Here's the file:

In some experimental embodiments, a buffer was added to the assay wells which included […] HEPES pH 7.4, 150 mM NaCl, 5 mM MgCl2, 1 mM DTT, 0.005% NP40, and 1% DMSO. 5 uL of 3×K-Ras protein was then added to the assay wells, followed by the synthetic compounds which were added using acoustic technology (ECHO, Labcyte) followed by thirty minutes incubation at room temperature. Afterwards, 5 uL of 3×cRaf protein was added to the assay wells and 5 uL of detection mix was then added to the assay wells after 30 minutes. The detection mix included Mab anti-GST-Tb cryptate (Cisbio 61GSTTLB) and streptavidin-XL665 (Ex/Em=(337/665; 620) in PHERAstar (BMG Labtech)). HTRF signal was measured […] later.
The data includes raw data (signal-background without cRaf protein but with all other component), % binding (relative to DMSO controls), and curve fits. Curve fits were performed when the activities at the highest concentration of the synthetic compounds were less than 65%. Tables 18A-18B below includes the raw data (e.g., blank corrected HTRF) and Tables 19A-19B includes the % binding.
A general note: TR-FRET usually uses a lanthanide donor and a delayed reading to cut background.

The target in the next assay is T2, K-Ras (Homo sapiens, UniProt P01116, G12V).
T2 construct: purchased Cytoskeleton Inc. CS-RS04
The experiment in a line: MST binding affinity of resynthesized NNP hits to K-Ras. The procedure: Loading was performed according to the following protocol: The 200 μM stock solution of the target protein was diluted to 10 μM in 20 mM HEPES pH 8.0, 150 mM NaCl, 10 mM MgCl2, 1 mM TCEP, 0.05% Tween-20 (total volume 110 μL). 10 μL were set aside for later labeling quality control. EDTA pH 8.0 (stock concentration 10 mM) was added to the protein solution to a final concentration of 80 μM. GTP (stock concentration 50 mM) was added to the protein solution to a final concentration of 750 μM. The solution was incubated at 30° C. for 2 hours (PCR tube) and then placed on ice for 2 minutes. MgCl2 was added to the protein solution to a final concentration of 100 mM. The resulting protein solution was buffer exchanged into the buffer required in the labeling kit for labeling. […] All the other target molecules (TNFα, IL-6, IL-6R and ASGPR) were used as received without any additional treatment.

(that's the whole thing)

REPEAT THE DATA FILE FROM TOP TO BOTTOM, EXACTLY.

In some experimental embodiments, a buffer was added to the assay wells which included […] HEPES pH 7.4, 150 mM NaCl, 5 mM MgCl2, 1 mM DTT, 0.005% NP40, and 1% DMSO. 5 uL of 3×K-Ras protein was then added to the assay wells, followed by the synthetic compounds which were added using acoustic technology (ECHO, Labcyte) followed by thirty minutes incubation at room temperature. Afterwards, 5 uL of 3×cRaf protein was added to the assay wells and 5 uL of detection mix was then added to the assay wells after 30 minutes. The detection mix included Mab anti-GST-Tb cryptate (Cisbio 61GSTTLB) and streptavidin-XL665 (Ex/Em=(337/665; 620) in PHERAstar (BMG Labtech)). HTRF signal was measured […] later.
The data includes raw data (signal-background without cRaf protein but with all other component), % binding (relative to DMSO controls), and curve fits. Curve fits were performed when the activities at the highest concentration of the synthetic compounds were less than 65%. Tables 18A-18B below includes the raw data (e.g., blank corrected HTRF) and Tables 19A-19B includes the % binding.
A general note: TR-FRET usually uses a lanthanide donor and a delayed reading to cut background.

The target in the next assay is T2, K-Ras (Homo sapiens, UniProt P01116, G12V).
T2 construct: purchased Cytoskeleton Inc. CS-RS04
The experiment in a line: MST binding affinity of resynthesized NNP hits to K-Ras. The procedure: Loading was performed according to the following protocol: The 200 μM stock solution of the target protein was diluted to 10 μM in 20 mM HEPES pH 8.0, 150 mM NaCl, 10 mM MgCl2, 1 mM TCEP, 0.05% Tween-20 (total volume 110 μL). 10 μL were set aside for later labeling quality control. EDTA pH 8.0 (stock concentration 10 mM) was added to the protein solution to a final concentration of 80 μM. GTP (stock concentration 50 mM) was added to the protein solution to a final concentration of 750 μM. The solution was incubated at 30° C. for 2 hours (PCR tube) and then placed on ice for 2 minutes. MgCl2 was added to the protein solution to a final concentration of 100 mM. The resulting protein solution was buffer exchanged into the buffer required in the labeling kit for labeling. […] All the other target molecules (TNFα, IL-6, IL-6R and ASGPR) were used as received without any additional treatment.